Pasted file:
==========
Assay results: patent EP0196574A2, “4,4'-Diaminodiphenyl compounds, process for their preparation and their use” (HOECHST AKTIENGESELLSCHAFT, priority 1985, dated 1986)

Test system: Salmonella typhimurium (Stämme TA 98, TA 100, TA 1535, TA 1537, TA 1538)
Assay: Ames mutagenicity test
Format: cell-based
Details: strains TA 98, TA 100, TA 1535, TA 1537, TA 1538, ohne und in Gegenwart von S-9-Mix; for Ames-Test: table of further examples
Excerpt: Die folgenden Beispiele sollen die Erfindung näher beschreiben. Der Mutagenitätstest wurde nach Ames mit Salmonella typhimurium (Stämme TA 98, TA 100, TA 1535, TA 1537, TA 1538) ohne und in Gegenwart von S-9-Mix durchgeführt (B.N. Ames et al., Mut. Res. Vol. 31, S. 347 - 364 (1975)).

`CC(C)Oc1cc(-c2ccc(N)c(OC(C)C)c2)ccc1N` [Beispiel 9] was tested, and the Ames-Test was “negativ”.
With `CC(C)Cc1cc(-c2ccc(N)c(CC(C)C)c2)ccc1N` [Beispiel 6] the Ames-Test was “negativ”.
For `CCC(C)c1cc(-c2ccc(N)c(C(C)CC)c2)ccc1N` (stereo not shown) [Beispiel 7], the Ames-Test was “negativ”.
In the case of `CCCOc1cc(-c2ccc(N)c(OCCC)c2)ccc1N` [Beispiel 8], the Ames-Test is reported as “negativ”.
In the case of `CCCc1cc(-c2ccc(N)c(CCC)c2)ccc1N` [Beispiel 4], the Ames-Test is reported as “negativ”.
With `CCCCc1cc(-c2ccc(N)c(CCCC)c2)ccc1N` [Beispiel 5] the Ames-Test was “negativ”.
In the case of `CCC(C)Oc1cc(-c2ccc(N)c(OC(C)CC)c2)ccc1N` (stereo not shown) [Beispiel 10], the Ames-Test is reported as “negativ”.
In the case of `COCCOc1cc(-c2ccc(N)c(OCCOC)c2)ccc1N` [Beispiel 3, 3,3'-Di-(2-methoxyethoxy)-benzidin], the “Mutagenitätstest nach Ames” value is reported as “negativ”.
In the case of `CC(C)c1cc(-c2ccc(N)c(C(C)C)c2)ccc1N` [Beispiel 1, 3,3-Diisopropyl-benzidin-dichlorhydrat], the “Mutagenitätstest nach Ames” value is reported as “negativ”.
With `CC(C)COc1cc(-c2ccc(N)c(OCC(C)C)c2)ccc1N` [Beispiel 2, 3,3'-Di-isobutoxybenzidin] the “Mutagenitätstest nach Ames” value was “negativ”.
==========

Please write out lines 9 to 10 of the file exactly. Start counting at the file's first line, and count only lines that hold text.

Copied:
For `CCC(C)c1cc(-c2ccc(N)c(C(C)CC)c2)ccc1N` (stereo not shown) [Beispiel 7], the Ames-Test was “negativ”.
In the case of `CCCOc1cc(-c2ccc(N)c(OCCC)c2)ccc1N` [Beispiel 8], the Ames-Test is reported as “negativ”.